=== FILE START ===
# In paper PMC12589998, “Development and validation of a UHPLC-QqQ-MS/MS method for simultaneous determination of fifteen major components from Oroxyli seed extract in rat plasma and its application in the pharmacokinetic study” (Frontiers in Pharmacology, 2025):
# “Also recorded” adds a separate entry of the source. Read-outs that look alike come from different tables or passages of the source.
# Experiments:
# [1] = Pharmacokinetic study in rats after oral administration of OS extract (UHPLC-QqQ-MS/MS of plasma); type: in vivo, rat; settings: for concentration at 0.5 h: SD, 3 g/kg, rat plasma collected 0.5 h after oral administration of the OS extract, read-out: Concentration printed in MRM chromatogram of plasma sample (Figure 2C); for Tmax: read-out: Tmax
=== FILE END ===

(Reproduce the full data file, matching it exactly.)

# In paper PMC12589998, “Development and validation of a UHPLC-QqQ-MS/MS method for simultaneous determination of fifteen major components from Oroxyli seed extract in rat plasma and its application in the pharmacokinetic study” (Frontiers in Pharmacology, 2025):
# “Also recorded” adds a separate entry of the source. Read-outs that look alike come from different tables or passages of the source.
# Experiments:
# [1] = Pharmacokinetic study in rats after oral administration of OS extract (UHPLC-QqQ-MS/MS of plasma); type: in vivo, rat; settings: for concentration at 0.5 h: SD, 3 g/kg, rat plasma collected 0.5 h after oral administration of the OS extract, read-out: Concentration printed in MRM chromatogram of plasma sample (Figure 2C); for Tmax: read-out: Tmax